const unsinged int Version = 2;
	unsigned int TreeLength; // The length of the directory tree

	int Unknown1; // 0 in CSGO
	unsigned int FooterLength;
	int Unknown3; // 48 in CSGO
	int Unknown4; // 0 in CSGO

If the file data is stored in the same file as the directory, its offset is (sizeof(VPKHeader_v2) + TreeLength).


The format of the directory tree is a little unorthodox. It consists of a tree three levels deep that seems to be structured for file size. The first level of the tree consists of file extensions (e.g. vmt, vtf and mdl), the second level consists of directory paths (e.g. materials/brick, materials/decals/asphalt and models/infected), and the third level consists of file names, file information and preload data. Each tree node begins with a null terminated ASCII string and empty strings are used to signify the end of a parent node. Pseudo-code to read the directory might look something like:

	string = ""
	while true
		char = ReadChar(file)
		if char = null
			return string
		string = string + char
	while true
		extension = ReadString(file)
		if extension = ""
		while true
			path = ReadString(file)
			if path = ""
			while true
				filename = ReadString(file)
				if filename = ""

A nonexistent extension (in example/file), path (in example.txt), or filename is represented by a single space.

Immediately following the null terminator for the filename is the following structure:

struct VPKDirectoryEntry
	unsigned int CRC; // A 32bit CRC of the file's data.
	unsigned short PreloadBytes; // The number of bytes contained in the index file.

	// A zero based index of the archive this file's data is contained in.
	// If 0x7fff, the data follows the directory.
	unsigned short ArchiveIndex;

	// If ArchiveIndex is 0x7fff, the offset of the file data relative to the end of the directory (see the header for more details).
	// Otherwise, the offset of the data from the start of the specified archive.
	unsigned int EntryOffset;

	// If zero, the entire file is stored in the preload data.
	// Otherwise, the number of bytes stored starting at EntryOffset.
	unsigned int EntryLength;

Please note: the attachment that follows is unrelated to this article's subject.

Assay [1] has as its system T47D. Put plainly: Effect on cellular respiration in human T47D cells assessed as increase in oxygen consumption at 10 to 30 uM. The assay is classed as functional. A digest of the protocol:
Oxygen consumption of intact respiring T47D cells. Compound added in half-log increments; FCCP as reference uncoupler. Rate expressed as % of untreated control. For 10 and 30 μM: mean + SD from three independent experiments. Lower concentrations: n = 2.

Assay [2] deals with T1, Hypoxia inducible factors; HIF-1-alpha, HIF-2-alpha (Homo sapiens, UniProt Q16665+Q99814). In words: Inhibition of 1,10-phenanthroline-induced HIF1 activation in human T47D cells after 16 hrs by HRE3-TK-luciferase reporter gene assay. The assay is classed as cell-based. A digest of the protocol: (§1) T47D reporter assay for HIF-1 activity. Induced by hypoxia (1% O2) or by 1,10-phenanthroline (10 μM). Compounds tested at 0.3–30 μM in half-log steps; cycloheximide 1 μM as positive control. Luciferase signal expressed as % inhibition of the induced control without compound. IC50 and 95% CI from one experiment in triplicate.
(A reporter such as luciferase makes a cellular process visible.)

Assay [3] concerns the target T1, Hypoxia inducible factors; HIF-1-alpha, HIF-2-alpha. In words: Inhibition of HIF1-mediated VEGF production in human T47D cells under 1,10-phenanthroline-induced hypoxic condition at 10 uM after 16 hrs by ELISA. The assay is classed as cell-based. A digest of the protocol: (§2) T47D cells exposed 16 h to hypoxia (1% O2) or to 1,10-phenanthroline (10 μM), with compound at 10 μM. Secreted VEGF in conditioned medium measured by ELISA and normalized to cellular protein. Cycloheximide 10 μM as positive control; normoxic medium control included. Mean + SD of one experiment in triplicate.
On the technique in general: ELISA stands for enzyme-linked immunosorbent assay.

const unsigned short Terminator = 0xffff;

If a file contains preload data, the preload data immediately follows the above structure. The entire size of a file is PreloadBytes + EntryLength.


VPK2 adds a footer section that contains extra CRC data for pure mode "so the dedicated servers do not need to compute them at startup but can be checked with the command sv_pure_checkvpk".


VPK Archives store raw file data. They have no identifying header and know nothing of their contents. Though not necessary, the raw file data is typically tightly packed.

To do: Rewrite and merge Notes section to the format section


Valve apparently added skipping to the specifications. I found out when trying to write my own VPK parser in C#. This should be merged with the format area later, and reworded.

Valve uses nulls to signify if skipping is used. On a normal entry, it uses 2 nulls, and is followed by the format above. However, there are cases where there are only one, or no nulls at the start, and this means that some level of skipping is used.

If there are 2 nulls, no skipping is used, and the extension, path, and name are read as usual. If there is 1 null, the extension is skipped (It's the same extension as the last read entry), and then the path and name are read as usual. If there are no nulls, the extension and path are the same as the last entry (Skipped), and only the name is read.

This system has only been observed in VPK1.

VPK readers

See also